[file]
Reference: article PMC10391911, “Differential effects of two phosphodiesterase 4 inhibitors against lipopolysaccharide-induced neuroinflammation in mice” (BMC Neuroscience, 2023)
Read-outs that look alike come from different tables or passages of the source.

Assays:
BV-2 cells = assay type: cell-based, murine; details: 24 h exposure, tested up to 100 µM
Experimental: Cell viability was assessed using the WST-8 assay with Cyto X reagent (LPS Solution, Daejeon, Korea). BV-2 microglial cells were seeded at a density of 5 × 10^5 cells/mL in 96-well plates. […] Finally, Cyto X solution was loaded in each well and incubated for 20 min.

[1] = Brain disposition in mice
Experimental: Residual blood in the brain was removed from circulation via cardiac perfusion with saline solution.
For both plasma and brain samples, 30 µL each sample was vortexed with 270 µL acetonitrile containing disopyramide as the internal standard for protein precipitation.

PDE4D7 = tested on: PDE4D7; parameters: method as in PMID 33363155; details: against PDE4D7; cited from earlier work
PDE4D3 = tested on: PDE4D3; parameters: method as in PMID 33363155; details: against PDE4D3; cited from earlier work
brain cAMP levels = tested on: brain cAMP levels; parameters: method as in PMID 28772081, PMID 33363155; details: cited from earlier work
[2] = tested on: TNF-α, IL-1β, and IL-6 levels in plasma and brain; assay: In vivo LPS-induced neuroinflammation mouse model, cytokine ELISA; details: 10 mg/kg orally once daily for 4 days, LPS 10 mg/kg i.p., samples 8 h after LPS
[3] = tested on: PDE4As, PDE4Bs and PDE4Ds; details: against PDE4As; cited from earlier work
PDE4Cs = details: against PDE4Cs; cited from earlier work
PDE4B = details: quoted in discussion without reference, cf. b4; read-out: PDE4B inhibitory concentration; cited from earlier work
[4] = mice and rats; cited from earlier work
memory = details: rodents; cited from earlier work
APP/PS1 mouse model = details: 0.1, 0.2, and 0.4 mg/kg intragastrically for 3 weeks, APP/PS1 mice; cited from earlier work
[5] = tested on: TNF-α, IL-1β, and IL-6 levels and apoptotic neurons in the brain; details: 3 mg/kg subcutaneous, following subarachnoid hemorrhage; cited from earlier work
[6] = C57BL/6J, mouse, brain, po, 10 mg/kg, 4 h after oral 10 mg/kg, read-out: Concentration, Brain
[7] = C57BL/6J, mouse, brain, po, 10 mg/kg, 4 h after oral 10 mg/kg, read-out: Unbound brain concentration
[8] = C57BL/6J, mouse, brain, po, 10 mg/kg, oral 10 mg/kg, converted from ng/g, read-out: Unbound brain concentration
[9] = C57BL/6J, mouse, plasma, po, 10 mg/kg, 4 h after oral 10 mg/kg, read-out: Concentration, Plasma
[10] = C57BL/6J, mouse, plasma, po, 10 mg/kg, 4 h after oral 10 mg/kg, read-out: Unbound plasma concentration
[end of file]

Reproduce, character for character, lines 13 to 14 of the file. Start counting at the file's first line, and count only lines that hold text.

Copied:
[3] = tested on: PDE4As, PDE4Bs and PDE4Ds; details: against PDE4As; cited from earlier work
PDE4Cs = details: against PDE4Cs; cited from earlier work